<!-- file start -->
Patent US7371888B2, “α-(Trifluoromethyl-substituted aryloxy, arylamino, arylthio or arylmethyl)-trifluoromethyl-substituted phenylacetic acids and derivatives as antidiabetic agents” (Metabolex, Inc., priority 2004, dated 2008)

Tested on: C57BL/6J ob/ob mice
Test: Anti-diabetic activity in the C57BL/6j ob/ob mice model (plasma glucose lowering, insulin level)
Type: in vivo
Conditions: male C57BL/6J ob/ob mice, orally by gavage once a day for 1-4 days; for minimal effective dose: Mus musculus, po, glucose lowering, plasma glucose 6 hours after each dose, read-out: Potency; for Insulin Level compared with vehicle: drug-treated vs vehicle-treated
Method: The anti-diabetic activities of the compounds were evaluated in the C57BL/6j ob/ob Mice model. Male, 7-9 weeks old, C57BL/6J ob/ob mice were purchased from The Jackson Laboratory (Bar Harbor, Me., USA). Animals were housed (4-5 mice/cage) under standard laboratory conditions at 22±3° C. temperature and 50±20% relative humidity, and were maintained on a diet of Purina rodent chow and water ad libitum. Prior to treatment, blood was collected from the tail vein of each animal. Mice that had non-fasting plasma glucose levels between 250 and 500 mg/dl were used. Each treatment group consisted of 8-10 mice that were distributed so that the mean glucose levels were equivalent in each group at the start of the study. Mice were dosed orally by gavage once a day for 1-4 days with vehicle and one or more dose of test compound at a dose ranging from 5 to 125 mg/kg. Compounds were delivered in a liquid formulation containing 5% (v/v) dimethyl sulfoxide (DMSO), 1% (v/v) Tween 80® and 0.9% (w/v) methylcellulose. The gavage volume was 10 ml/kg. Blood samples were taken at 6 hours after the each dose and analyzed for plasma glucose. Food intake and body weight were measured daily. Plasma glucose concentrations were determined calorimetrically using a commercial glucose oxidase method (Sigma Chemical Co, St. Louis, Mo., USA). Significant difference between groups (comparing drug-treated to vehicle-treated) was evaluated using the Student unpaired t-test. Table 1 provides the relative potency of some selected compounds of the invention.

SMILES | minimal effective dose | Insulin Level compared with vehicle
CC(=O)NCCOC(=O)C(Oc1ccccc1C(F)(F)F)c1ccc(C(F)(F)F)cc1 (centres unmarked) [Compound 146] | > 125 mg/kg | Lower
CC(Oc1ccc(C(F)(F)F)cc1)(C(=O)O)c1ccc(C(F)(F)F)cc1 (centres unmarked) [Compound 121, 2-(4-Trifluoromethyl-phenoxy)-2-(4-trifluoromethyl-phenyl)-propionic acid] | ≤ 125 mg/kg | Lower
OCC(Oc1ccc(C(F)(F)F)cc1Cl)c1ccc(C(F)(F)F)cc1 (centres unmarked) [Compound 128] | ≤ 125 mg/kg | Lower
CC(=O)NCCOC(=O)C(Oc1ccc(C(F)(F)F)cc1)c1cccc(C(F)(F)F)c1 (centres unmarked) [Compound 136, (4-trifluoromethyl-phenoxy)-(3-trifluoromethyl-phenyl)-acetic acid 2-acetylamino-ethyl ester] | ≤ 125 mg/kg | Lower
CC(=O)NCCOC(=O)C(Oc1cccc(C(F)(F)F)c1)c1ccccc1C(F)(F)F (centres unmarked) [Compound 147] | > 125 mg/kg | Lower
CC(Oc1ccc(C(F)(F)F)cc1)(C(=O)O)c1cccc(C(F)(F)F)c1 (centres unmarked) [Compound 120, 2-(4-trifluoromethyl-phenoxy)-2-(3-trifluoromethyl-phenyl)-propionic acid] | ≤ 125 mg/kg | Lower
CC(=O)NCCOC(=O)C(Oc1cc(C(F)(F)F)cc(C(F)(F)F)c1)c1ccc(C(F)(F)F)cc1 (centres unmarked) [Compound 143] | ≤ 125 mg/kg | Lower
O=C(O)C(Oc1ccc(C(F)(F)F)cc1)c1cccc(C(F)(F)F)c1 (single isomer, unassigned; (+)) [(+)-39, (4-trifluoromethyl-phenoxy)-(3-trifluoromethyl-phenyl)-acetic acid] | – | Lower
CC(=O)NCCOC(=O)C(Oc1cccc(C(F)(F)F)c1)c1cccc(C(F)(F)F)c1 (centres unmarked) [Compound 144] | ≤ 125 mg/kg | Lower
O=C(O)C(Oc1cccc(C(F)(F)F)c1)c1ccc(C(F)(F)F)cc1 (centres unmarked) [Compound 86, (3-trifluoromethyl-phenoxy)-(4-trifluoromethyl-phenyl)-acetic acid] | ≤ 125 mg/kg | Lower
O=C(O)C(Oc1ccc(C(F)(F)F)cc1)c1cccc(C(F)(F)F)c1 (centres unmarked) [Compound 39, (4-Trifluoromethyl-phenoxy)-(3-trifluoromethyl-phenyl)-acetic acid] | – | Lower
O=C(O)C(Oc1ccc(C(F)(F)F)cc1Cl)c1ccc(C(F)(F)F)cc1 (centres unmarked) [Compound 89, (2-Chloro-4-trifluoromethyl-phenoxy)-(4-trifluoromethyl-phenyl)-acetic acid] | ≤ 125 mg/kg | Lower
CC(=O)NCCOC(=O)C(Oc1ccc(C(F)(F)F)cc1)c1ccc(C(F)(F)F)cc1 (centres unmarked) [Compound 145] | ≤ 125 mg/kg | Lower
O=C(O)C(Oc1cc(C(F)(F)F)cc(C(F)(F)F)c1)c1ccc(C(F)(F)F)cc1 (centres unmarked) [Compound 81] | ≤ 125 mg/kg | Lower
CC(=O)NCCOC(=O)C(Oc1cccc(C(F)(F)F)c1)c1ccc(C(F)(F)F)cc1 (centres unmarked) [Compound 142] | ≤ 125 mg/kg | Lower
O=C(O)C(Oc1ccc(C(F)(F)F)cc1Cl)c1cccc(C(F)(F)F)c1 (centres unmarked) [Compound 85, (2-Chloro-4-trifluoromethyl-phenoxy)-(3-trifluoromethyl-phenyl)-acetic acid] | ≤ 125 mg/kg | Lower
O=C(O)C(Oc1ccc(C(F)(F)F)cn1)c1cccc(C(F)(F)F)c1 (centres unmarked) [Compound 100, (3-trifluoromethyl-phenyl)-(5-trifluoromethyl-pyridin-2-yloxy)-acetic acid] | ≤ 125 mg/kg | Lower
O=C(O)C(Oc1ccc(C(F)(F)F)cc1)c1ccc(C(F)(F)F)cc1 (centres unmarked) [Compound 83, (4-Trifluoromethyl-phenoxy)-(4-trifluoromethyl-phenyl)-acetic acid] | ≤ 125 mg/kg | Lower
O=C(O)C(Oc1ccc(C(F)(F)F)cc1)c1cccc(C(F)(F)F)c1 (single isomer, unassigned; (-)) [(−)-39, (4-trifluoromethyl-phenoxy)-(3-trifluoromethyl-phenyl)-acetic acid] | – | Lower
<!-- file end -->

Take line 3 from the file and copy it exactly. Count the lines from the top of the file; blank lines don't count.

Test: Anti-diabetic activity in the C57BL/6j ob/ob mice model (plasma glucose lowering, insulin level)